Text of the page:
The overall theme of werewolves in many cases, including the stories both read and viewed during this unit, reveal a growing anxiety or fear for the maturing woman that she might be preyed upon by sex-driven men. This is seen in the plainest sense through the storyline behind both “Little Red Hat” and “Little Red Riding Hood” in which a young girl is eaten by a monster (Schneller & Perrault). The obvious moral behind these stories is to not talk to strangers, but a deeper hidden meaning is the warning to young children, girls in particular, to beware of the wolf, or man, that desires to prey on them: assault. Like the wolf or the ogre desired to eat the girl, sexual predators desire to prey on their targets. The depiction of the wolf, a savage beast that cannot help himself from wanting to eat, reveals society’s fear of those monsters, and men’s insatiable appetite, that is often viewed as uncontrollable.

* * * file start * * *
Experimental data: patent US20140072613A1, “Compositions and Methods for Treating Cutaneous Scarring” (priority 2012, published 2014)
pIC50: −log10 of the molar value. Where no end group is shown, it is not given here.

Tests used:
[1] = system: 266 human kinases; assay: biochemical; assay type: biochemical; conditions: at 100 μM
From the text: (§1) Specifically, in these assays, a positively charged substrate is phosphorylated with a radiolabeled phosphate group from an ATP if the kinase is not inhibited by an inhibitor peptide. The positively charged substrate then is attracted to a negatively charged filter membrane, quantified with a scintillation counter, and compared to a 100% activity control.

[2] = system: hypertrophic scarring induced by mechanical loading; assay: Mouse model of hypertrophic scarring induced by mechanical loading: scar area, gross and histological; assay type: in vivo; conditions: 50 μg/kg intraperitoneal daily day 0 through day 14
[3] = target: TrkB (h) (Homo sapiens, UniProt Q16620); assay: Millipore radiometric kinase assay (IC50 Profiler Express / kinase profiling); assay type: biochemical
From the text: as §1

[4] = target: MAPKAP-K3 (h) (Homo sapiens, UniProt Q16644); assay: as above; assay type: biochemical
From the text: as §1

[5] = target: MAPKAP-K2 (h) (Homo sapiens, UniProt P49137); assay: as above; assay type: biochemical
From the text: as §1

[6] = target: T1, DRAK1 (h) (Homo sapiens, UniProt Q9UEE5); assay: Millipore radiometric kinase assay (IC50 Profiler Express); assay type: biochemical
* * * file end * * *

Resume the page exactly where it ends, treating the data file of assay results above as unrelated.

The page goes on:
This theme is again seen in the film I Was A Teenage Werewolf when Arlene’s parents confront Tony with their fears that a young man might take advantage of their young beautiful daughter (Landon). They are well aware of Tony’s aggressive behavior, something that is only enhanced once he is transformed into a literal beast, and they cannot help but fear for their daughter’s integrity. The fact that her father is the one to bring this up only furthers the idea that society often views rape or other assaults on woman to be but manly urges because he would only fear this more by knowing the feelings himself. This also paints men into beasts, using the werewolf as a tool to depict this idea. Werewolves are hyper-masculinized and with this associated is the idea of being over-sexualized.
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